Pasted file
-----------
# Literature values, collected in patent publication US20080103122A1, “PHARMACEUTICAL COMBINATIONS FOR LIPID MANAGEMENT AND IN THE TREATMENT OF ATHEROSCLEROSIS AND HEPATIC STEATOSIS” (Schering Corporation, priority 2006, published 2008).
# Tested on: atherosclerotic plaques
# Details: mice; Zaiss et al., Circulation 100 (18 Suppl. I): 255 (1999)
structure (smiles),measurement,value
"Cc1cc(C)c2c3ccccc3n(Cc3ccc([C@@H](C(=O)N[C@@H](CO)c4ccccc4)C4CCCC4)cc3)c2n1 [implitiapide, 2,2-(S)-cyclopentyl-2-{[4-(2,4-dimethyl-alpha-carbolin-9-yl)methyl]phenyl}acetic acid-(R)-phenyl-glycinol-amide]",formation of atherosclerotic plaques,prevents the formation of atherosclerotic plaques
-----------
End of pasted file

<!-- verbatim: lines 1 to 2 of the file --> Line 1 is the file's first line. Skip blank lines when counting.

# Literature values, collected in patent publication US20080103122A1, “PHARMACEUTICAL COMBINATIONS FOR LIPID MANAGEMENT AND IN THE TREATMENT OF ATHEROSCLEROSIS AND HEPATIC STEATOSIS” (Schering Corporation, priority 2006, published 2008).
# Tested on: atherosclerotic plaques